Throughout Voting, which packs a punch in just over 30 minutes, those moments of generational cross-talk become a thick, glittering narrative thread. In a segment that includes both poetry and portraiture, Galberth brings viewers into his life in New Haven's Newhallville neighborhood, where he currently lives with his mother and younger brother. For the past several months, he has documented both the neighborhood and those members of his family, weaving a story of why he votes that is as much about who and what he votes for.
Galberth's photographs of his mom and brother are one of the most affecting parts of the performance.
In one of the photos, a teddy bear peeks out from behind a fence, his eyes soft and curious. He becomes a guide to other photographs of the neighborhood: rusted cars parked behind homes, shot from above as if they are dollhouse-sized. Abandoned grocery carts, sidewalk memorials, vans with no owners in sight. Galberth has also taken photographs of his mom and younger brother, their smiles radiating from the screen right into a viewer’s home. The portraits are regal, but intimate enough for a viewer to wonder why this woman’s right to safe housing and affordable healthcare has ever been in question.
“When I’m voting, I’m keeping in mind my family,” he says in between stanzas of a poem that flashes up on the page. “My two sets of photos are really things that I am fighting for, and that I’ve been fighting for. And for me, voting is part of that fight, especially because we as Black people and as queer people have fought to vote. For our ballots to actually matter for so long.”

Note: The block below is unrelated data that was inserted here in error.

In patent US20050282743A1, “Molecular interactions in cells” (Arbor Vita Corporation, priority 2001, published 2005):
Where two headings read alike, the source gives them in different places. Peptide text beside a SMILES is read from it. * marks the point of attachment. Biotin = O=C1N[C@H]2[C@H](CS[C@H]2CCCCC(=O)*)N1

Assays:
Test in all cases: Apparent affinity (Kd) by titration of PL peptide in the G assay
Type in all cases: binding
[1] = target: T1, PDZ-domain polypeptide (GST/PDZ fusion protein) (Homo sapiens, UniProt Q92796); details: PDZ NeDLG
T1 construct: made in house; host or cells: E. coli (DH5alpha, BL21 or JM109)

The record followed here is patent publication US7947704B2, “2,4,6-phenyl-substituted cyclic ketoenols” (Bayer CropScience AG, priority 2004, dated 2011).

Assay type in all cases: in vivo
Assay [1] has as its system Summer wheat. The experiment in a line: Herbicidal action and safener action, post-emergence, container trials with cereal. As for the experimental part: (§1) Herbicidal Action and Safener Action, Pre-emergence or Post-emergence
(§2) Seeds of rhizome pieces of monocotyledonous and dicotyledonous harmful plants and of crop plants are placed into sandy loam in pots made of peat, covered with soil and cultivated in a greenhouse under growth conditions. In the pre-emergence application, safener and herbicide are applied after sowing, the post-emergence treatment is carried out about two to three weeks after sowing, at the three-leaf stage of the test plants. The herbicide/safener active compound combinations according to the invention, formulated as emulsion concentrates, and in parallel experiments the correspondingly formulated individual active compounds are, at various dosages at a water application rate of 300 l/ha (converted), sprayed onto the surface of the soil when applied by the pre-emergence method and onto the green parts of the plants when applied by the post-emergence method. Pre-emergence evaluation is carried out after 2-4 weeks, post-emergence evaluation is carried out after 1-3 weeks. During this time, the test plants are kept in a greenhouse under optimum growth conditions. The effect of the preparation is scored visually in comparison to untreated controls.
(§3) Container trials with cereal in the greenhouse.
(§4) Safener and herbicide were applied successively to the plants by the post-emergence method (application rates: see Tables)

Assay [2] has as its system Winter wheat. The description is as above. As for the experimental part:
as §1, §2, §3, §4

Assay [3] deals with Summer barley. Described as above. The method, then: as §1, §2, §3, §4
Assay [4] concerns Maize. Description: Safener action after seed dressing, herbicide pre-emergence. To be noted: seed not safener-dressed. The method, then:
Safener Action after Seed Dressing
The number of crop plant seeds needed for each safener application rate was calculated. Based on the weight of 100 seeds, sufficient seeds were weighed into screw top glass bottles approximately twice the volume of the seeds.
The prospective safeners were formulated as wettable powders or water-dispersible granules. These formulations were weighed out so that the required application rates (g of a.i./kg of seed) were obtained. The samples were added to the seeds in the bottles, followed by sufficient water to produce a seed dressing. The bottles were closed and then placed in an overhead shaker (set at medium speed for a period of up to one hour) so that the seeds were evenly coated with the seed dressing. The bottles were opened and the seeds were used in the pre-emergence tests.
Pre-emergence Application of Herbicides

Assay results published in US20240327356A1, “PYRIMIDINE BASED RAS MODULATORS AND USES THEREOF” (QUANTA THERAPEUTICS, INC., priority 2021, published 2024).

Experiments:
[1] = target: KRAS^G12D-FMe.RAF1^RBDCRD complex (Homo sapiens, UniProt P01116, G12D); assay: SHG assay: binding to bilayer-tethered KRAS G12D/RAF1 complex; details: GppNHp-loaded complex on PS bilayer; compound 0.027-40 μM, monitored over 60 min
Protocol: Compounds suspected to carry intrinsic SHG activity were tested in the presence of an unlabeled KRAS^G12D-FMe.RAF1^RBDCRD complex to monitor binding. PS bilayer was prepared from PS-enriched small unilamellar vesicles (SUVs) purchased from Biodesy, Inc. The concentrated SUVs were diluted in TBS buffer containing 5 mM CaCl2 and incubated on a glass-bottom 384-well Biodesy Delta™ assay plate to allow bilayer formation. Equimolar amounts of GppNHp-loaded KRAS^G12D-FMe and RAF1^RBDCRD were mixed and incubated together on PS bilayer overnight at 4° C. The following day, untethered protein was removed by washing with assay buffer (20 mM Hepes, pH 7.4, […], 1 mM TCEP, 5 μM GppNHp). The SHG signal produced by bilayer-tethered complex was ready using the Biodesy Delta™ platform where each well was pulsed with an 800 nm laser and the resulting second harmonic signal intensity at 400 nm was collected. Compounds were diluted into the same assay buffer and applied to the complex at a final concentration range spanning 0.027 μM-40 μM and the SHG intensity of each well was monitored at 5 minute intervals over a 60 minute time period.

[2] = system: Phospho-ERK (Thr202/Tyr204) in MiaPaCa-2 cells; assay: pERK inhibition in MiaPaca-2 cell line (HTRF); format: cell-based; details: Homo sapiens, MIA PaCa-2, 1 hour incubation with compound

It makes performances like Brown-Kierstead’s feel alive and electric, a collapse of past onto present that is fully intentional. For some listeners, Hamer’s testimony may be new material, despite the fact that she spoke for civil rights at the same time as Martin Luther King, Malcolm X, and Medgar Evers. During her lifetime, she faced both verbal and physical threats on her life from white nationalists and Southern Democrats, who were often one on the same. Racism was part of her most intimate topography: Hamer was a victim of forced sterilization in 1961, and later was physically harassed for fighting for the right to vote.
The inclusion of her words resonates with a second, unspoken presence: the 15th Amendment, which turned 150 years old last year. In 1870, the 15th Amendment ostensibly granted all men the right to vote regardless of “race, color, or previous condition of servitude.” The inclusion of women, which created a harsh split within feminism, came later. As current history shows, that didn’t mean anything in many parts of the country until almost a century later, when the Voting Rights Act of 1965 became law. The legislation is still thrown into question: voter suppression efforts, particularly against non-white and non-cisgender voters, have never ended.
When Phillips responds to Hamer’s words in a painting, the piece becomes part of a current dialogue on voter rights and legislation. In the painting, Hamer looks determined but exhausted: circles collect beneath her eyes. Hamer is rendered over an engraving from the 1890s that depicts violent voter suppression efforts at the turn of the twentieth century. As Black men tried to register, white men attacked them with deadly and near-deadly force.
“It’s not that far off from what is happening today, with voter suppression,” Phillips says in an accompanying video. “I mean, people aren’t getting murdered in the streets entirely, but there’s all of these laws in action—people shutting down voter registration centers in Black and Brown neighborhoods. Restricting convicted felons from the right to vote. All of these things, like, if you look at them with a critical lens, are essentially the same thing. It’s white men suppressing Black and Brown voices.”
“The power of community and the power of people hearing your voice really can make change,” she continues. “And change history.”